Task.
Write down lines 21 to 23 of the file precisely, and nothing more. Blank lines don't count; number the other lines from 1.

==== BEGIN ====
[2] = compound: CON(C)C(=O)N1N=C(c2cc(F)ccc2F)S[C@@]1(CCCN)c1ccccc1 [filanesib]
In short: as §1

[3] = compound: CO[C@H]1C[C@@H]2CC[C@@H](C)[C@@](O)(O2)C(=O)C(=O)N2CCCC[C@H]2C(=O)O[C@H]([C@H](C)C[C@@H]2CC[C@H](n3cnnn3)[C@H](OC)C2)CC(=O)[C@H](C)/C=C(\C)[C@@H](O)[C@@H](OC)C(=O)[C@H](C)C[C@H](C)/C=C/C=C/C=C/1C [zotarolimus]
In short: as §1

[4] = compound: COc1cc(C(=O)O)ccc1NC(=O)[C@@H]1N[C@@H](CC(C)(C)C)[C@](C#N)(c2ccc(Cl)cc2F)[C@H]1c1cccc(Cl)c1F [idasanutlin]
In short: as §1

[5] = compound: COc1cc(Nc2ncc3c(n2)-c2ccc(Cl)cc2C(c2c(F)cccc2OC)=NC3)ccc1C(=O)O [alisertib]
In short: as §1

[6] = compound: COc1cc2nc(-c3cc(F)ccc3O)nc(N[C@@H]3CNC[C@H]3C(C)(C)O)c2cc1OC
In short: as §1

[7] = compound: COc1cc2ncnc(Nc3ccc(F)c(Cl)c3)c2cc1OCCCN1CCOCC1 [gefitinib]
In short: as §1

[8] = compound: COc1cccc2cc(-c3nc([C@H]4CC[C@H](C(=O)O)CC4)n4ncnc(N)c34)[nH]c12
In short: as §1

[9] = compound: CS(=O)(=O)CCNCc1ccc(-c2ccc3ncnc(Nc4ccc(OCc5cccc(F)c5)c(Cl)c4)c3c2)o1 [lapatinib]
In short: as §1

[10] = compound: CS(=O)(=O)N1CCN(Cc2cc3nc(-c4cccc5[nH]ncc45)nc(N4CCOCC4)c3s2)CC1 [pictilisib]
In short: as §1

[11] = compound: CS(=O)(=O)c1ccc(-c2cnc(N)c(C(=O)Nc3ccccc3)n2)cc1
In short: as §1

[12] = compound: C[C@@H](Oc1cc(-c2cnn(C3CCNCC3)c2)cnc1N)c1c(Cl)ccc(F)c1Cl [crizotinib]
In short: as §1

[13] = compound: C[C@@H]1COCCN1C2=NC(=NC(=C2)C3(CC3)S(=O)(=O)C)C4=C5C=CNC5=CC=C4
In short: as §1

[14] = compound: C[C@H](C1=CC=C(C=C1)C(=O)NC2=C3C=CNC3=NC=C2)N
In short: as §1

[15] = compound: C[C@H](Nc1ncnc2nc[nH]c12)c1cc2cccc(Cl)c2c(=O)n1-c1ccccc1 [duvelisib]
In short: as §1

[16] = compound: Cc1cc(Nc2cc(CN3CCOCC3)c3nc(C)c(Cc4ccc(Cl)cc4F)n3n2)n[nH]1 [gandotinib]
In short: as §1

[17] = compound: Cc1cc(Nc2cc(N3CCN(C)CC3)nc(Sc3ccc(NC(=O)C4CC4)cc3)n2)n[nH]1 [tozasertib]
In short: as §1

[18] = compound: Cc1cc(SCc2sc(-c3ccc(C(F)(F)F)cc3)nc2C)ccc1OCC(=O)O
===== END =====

[12] = compound: C[C@@H](Oc1cc(-c2cnn(C3CCNCC3)c2)cnc1N)c1c(Cl)ccc(F)c1Cl [crizotinib]
In short: as §1

[13] = compound: C[C@@H]1COCCN1C2=NC(=NC(=C2)C3(CC3)S(=O)(=O)C)C4=C5C=CNC5=CC=C4